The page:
Monday, July 16, 2007
Here's a picture of me and my oldest dog, Smokey. She's been my shadow for almost sixteen years, but she's having problems in her old age. She has arthritis in her back legs which makes it hard for her to walk, she has cataracts and has lost most of her hearing, but she's a spunky dog and is not ready to give up yet. I work with a homeopathic vet who has really helped her arthritis and she's getting around a little better now.
Thursday, May 24, 2007
Know your credit situation. Your credit standing will affect the terms of your mortgage. You should try and strengthen your credit rating before applying for a loan by paying bills on time, reducing your total debt load and avoiding unnecessary inquiries to your credit report.
Pinch your pennies. Expenses seem to come out of the woodwork when buying a home. You will have closing costs, homeowners insurance and .the lender will most likely want you to have a “reserve" – money left in your savings account after you’ve covered all the costs.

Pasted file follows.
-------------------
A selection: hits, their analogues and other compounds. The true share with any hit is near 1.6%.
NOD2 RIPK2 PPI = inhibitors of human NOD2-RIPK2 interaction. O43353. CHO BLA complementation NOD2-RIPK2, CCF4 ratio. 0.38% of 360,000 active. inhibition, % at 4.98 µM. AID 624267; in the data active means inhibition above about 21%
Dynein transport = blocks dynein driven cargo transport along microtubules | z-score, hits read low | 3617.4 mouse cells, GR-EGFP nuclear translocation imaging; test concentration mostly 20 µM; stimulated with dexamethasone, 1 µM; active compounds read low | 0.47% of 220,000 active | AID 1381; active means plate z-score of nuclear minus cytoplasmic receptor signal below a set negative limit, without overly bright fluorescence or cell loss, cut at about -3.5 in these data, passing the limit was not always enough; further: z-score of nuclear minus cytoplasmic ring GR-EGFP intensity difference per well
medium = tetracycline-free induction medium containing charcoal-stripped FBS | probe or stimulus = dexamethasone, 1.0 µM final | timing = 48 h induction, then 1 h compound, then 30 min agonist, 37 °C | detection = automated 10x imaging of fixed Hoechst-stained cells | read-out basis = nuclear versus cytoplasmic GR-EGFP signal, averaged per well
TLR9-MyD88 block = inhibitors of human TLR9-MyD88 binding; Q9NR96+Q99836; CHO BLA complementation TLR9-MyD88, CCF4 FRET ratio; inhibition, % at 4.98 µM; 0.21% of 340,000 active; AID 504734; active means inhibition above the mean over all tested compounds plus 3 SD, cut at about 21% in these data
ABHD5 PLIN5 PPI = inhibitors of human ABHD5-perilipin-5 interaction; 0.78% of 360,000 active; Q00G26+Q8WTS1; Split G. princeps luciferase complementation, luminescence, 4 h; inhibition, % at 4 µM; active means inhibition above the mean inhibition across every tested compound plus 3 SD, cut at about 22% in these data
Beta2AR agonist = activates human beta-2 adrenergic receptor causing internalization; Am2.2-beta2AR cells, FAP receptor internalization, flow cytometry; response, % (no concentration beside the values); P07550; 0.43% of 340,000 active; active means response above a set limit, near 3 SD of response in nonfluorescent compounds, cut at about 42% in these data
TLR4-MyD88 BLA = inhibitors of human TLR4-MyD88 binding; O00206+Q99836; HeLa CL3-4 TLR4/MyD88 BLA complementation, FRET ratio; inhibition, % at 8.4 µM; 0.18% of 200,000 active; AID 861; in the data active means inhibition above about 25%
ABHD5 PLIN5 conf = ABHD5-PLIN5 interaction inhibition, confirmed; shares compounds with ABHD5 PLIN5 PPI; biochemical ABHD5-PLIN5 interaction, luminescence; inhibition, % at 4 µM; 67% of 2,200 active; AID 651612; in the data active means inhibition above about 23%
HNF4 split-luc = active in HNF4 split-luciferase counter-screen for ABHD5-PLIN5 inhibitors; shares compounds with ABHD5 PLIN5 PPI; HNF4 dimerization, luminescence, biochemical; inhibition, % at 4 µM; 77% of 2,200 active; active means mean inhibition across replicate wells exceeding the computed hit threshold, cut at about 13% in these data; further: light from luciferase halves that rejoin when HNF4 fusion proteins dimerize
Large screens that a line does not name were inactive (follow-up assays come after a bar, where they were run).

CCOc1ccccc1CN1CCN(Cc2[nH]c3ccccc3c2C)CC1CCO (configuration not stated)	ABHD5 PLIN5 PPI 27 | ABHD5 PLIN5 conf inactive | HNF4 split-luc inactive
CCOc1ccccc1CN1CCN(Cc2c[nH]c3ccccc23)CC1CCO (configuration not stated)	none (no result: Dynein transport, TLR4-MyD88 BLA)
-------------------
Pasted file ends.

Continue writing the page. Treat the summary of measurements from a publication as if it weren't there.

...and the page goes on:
Tax Advantages. Mortgage interest and property taxes are deductible. Your mortgage payment maybe more than the rent you are paying now, but take into consideration the amount you are saving in taxes.
Weigh your options. Are there any financial programs that may help you get into your first home sooner. Federal and State-backed loan programs make it easier to qualify. Many of them offer little or no money down programs. Some cities, like the city of Los Angeles, also have first time buyer programs .
Where do you stand? Pre-qualification or preapproval of a loan will not only help you know how much home you will qualify for, but also show owners that you’re serious about buying. Your bank or mortgage broker can help you with either of these options.
Location, location, location. Figure out what’s essential to you, such as school district, crime rates, convenient shopping areas, parks, children in the neighborhood. Rank these qualities in of order of importance. Focus on neighborhoods that meet these criteria.
Know what you’re getting into. Make sure you get a professional home inspection as part of your offer on any house. Before you close the deal, be confident about the condition of the home and the expenses you may incur as a result of purchasing that particular house.